In a devastating exposé in the tradition of Silent Spring and Fast Food Nation, investigative journalist Randall Fitzgerald warns how thousands of man-made chemicals in our food, water, medicine, and environment are making humans the most polluted species on the planet. A century ago, when Congress enacted the Pure Food and Drug Act, Americans were promised “better living through chemistry.” Fitzgerald provides overwhelming evidence to shatter this myth, and many others perpetrated by the chemical, pharmaceutical, and processed foods industries. Consider this: · The average American carries a "body burden" of 700 synthetic chemicals; · Chemicals in tap water can cause reproductive abnormalities and hermaphroditic birth; · One study of lactating women found perchlorate (a toxic component of rocket fuel) in practically every mother's breast milk. In the face of this national health crisis, Fitzgerald presents informed and practical suggestions for what we can do to turn the tide and live healthier lives.
The Hundred Years War was the longest war in European history, a quarrel between two cousins resulting in decades of violence in the battle for the French throne. It was a war which wrought great change in two medieval societies, ushering in the Renaissance and having repurcussions down to the present day.
The acclaimed author of The Borrower returns with a dazzlingly original, mordantly witty novel about the secrets of an old-money family and their turn-of-the-century estate, Laurelfield. Meet the Devohrs: Zee, a Marxist literary scholar who detests her parents’ wealth but nevertheless finds herself living in their carriage house; Gracie, her mother, who claims she can tell your lot in life by looking at your teeth; and Bruce, her step-father, stockpiling supplies for the Y2K apocalypse and perpetually late for his tee time. Then there’s Violet Devohr, Zee’s great-grandmother, who they say took her own life somewhere in the vast house, and whose massive oil portrait still hangs in the dining room. Violet’s portrait was known to terrify the artists who resided at the house from the 1920s to the 1950s, when it served as the Laurelfield Arts Colony – and this is exactly the period Zee’s husband, Doug, is interested in. An out-of-work academic whose only hope of a future position is securing a book deal, Doug is stalled on his biography of the poet Edwin Parfitt, once in residence at the colony. All he needs to get the book back on track – besides some motivation and self-esteem – is access to the colony records, rotting away in the attic for decades. But when Doug begins to poke around where he shouldn’t, he finds Gracie guards the files with a strange ferocity, raising questions about what she might be hiding. The secrets of the hundred-year house would turn everything Doug and Zee think they know about her family on its head – that is, if they were to ever uncover them. In this brilliantly conceived, ambitious, and deeply rewarding novel, Rebecca Makkai unfolds a generational saga in reverse, leading the reader back in time on a literary scavenger hunt as we seek to uncover the truth about these strange people and this mysterious house. With intelligence and humor, a daring narrative approach, and a lovingly satirical voice, Rebecca Makkai has crafted an unforgettable novel about family, fate and the incredible surprises life can offer.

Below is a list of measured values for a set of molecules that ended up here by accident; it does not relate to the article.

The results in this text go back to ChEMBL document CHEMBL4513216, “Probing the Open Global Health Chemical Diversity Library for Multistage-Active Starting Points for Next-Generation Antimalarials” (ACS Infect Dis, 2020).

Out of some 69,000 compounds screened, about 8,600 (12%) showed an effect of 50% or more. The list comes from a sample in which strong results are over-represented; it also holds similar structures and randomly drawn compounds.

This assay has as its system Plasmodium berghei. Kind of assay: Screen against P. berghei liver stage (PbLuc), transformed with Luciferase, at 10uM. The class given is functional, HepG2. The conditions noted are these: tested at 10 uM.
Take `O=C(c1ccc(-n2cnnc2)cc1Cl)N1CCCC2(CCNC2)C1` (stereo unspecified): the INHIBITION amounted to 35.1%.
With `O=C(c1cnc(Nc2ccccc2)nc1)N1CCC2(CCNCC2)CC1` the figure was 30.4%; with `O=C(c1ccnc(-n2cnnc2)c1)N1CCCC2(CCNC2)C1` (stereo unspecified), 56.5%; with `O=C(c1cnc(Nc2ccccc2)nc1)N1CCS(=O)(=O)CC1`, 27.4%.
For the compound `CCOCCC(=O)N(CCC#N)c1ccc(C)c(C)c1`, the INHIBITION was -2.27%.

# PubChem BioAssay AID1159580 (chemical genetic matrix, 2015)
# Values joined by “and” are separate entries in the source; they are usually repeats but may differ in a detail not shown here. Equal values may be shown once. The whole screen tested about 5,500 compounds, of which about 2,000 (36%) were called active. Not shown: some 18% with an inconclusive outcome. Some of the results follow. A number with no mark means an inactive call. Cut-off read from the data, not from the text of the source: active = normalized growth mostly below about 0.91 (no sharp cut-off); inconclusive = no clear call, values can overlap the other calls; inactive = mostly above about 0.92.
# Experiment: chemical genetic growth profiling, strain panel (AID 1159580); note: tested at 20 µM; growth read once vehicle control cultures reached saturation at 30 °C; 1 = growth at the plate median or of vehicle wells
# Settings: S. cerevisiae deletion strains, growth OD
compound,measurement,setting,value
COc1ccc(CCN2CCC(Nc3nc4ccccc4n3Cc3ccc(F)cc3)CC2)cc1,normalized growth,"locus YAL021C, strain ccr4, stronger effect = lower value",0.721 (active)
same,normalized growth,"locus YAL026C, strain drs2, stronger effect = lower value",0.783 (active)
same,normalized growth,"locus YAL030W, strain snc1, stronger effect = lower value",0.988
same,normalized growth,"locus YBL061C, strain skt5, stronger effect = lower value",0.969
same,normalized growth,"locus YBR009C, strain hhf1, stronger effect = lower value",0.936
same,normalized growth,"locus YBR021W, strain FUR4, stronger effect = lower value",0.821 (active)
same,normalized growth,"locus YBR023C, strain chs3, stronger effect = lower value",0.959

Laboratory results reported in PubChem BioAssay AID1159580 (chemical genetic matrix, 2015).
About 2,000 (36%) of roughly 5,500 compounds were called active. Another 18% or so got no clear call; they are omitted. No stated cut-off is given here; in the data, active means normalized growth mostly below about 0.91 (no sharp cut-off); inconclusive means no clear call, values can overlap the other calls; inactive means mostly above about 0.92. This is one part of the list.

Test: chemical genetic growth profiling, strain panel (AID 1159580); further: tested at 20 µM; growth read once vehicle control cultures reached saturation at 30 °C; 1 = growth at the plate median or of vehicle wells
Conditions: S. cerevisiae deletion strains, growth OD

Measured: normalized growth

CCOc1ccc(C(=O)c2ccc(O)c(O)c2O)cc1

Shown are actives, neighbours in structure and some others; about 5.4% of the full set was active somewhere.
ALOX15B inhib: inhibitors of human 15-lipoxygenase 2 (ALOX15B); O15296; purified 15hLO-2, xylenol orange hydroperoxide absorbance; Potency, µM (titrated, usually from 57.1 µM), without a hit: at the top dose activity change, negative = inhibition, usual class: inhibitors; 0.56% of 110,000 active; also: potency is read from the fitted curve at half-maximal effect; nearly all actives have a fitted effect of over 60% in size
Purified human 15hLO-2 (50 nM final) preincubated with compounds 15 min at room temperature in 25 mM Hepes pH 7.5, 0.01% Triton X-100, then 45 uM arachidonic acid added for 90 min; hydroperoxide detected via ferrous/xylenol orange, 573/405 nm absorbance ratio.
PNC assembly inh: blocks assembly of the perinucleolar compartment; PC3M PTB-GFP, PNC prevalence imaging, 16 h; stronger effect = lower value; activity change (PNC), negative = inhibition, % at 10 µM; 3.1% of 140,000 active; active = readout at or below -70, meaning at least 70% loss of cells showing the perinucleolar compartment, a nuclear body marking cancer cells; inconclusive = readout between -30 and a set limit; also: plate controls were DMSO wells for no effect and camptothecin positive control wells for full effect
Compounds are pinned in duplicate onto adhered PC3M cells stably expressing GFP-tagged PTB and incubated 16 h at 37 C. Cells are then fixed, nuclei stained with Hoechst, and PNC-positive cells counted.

The author, after coming to terms with the fact that the autism and cancer affecting her family were most likely the result of environmental toxins, drastically reduced the levels of all chemicals in both her home and work environments and reveals how readers can do the same. Original. 10,000 first printing.
This work, the first of a two-volume set, brings together essays of European and American scholars on the wider regional and topical aspects of the Hundred Years War as well as articles that revisit questions posed and supposedly “solved” by traditional Hundred Years War scholarship.
In thirteen articles, this volume affirms that the Hundred Years War was a struggle that spilled out of its heartlands of England and France into many European regions. These “different vistas” of scholarship greatly amply the study of the conflict.
In thirteen articles, this volume affirms that the Hundred Years War was a struggle that spilled out of its heartlands of England and France into many European regions. These a oedifferent vistasa of scholarship greatly amply the study of the conflict.